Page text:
PHDBA 259S-1, MORS Colloquium, Professor Ming Leung & Don Moore. Cheit 330, Wednesdays from 4-5:30 pm (* unless otherwise noted)
|Sept. 1||Welcome Get Together
Meet and greet new MORS faculty and students
|Sept. 8||Stephen Vaisey
University of California, Berkeley
“Inside Out: Changing Ideas about the Actor-Environment Relationship in Social Psychology, Culture, and Organization Theory.”
The social and behavioral sciences are divided into fields and subfields that often seem to have little in common. Social psychology, cultural sociology, social movements, and organization theory are all subdisciplines with their own arguments and their own intellectual histories. Despite these differences, however, I argue that a parallel intellectual shift began in the late 1960s which ultimately took place in all these fields. This shared transformation removed the “engine” of action from inside the actor (person or organization) and placed it instead in the external environment. I contend that the legacy of this transformation still profoundly affects the social sciences and is hampering the development of better theories of action, culture, and organizational change. The argument is illustrated with empirical examples from a number of (sub)fields.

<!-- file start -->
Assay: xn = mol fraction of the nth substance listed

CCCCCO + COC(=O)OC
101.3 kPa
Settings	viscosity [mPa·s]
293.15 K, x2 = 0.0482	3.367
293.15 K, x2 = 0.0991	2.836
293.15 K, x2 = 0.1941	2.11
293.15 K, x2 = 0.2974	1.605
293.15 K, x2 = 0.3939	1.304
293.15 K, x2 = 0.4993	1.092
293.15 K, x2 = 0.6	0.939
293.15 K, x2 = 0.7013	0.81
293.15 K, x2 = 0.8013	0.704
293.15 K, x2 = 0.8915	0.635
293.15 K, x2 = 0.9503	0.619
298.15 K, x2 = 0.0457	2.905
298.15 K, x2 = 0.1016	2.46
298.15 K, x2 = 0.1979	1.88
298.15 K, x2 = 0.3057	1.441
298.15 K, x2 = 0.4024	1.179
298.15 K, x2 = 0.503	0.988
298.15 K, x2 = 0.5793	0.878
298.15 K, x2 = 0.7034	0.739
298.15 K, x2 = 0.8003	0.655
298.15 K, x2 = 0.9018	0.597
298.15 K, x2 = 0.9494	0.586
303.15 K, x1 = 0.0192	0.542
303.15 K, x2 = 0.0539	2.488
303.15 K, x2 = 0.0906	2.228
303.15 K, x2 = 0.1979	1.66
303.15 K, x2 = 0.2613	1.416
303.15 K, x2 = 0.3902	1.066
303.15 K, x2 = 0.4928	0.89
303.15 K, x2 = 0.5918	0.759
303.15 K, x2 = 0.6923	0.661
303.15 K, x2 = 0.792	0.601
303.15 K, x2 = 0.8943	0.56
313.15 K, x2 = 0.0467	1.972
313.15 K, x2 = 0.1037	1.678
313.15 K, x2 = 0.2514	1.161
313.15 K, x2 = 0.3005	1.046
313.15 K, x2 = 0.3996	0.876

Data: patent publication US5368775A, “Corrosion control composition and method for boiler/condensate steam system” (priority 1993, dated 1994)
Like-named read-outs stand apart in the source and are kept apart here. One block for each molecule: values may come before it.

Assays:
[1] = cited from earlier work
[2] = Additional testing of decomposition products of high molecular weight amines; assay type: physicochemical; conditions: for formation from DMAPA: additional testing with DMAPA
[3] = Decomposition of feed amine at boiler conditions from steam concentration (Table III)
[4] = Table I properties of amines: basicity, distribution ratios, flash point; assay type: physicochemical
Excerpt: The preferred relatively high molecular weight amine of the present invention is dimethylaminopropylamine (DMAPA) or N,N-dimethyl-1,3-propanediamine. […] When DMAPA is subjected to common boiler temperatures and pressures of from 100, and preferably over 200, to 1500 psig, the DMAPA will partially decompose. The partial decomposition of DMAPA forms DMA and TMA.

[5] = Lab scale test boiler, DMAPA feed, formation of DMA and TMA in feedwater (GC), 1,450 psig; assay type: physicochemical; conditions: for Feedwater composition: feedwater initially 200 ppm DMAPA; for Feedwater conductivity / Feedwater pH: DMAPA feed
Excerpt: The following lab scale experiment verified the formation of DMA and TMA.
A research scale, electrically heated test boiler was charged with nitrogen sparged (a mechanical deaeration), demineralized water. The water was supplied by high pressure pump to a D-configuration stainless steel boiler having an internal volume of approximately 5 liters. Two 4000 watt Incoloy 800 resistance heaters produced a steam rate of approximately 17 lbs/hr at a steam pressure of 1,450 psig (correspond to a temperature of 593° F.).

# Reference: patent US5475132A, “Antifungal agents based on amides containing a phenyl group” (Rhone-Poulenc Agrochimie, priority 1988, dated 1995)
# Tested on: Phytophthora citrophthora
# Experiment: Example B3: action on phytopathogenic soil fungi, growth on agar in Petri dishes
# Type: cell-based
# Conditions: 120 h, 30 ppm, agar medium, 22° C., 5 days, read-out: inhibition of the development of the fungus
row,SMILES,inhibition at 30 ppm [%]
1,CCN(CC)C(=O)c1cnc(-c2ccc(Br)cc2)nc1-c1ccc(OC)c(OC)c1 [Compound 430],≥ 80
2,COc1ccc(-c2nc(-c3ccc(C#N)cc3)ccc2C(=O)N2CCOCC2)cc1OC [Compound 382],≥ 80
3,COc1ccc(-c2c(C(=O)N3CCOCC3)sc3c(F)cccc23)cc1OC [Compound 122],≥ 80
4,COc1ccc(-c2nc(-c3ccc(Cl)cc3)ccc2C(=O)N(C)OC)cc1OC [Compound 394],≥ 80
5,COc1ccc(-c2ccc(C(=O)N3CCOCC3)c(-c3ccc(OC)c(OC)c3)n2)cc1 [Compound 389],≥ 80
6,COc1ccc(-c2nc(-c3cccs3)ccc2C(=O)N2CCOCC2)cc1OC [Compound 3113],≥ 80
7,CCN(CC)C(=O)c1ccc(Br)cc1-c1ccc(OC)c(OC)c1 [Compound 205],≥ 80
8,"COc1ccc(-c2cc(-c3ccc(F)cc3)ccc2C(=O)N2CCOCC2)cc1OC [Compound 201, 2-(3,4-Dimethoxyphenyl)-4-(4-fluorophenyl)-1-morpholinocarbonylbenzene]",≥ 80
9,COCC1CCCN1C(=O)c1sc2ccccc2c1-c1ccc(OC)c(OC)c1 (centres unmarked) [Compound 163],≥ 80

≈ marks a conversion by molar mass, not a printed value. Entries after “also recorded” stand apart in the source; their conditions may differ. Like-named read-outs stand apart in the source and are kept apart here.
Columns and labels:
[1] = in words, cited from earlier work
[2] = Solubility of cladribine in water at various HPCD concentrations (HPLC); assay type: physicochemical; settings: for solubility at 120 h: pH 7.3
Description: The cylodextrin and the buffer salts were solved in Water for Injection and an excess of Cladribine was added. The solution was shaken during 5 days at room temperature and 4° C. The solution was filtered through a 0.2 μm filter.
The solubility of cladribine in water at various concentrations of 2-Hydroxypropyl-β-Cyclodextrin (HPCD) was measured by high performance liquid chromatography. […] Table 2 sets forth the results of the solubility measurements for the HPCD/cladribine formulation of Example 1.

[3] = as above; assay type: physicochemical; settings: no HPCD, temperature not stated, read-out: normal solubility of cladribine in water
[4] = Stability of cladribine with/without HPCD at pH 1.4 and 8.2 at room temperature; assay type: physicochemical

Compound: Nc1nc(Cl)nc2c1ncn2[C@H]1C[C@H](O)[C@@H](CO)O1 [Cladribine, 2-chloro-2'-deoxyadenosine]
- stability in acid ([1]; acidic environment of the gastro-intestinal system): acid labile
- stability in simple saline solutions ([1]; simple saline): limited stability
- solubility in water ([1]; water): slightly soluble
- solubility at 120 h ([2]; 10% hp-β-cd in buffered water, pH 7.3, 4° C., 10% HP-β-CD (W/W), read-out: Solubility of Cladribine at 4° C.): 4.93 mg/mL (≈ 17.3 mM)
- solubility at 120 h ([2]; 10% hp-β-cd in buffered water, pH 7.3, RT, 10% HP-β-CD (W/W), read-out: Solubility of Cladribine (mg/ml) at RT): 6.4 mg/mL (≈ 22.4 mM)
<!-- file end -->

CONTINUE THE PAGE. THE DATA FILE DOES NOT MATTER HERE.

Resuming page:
|Sept. 15||Elizabeth Pontikes
Booth School of Business
University of Chicago
“Two Sides of the Same Coin: How Category Ambiguity Affects Multiple Audience Evaluations.”